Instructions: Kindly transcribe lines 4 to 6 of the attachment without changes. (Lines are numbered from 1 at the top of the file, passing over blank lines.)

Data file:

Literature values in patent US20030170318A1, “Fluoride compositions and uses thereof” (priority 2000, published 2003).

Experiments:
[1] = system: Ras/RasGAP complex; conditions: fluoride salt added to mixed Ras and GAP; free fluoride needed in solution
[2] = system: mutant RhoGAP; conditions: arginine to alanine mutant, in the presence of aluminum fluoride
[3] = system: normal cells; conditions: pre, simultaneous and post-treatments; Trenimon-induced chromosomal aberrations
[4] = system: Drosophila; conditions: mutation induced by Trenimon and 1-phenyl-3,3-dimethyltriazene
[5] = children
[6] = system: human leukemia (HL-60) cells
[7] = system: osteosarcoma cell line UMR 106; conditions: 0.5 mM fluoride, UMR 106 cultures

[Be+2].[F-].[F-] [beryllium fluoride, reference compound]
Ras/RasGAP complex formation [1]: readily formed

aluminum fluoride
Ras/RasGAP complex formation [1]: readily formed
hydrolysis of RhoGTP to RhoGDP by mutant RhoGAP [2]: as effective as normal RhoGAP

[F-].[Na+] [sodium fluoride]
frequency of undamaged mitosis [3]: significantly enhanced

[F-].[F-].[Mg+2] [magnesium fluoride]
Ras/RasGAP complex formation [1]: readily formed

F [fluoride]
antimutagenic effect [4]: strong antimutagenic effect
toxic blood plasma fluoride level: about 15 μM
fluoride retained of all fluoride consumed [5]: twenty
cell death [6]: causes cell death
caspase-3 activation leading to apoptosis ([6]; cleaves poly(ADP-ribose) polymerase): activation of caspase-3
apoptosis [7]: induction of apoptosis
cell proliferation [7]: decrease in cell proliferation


[2] = system: mutant RhoGAP; conditions: arginine to alanine mutant, in the presence of aluminum fluoride
[3] = system: normal cells; conditions: pre, simultaneous and post-treatments; Trenimon-induced chromosomal aberrations
[4] = system: Drosophila; conditions: mutation induced by Trenimon and 1-phenyl-3,3-dimethyltriazene